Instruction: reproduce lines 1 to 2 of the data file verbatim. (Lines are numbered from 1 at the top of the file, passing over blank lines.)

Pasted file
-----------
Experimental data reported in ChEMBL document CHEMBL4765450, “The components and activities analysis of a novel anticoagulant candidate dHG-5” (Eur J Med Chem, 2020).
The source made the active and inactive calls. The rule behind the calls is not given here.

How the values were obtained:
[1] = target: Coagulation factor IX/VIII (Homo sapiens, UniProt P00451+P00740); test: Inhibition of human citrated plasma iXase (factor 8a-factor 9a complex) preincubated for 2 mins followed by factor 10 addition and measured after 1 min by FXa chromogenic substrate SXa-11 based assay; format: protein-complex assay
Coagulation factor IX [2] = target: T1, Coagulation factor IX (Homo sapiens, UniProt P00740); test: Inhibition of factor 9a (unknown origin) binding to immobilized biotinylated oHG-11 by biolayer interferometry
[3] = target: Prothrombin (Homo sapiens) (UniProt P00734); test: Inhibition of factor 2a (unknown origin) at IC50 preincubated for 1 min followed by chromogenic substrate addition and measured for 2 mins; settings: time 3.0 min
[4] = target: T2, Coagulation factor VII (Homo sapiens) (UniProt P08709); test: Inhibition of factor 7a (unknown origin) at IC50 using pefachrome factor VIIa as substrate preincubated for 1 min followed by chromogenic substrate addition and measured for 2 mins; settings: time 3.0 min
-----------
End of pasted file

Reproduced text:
Experimental data reported in ChEMBL document CHEMBL4765450, “The components and activities analysis of a novel anticoagulant candidate dHG-5” (Eur J Med Chem, 2020).
The source made the active and inactive calls. The rule behind the calls is not given here.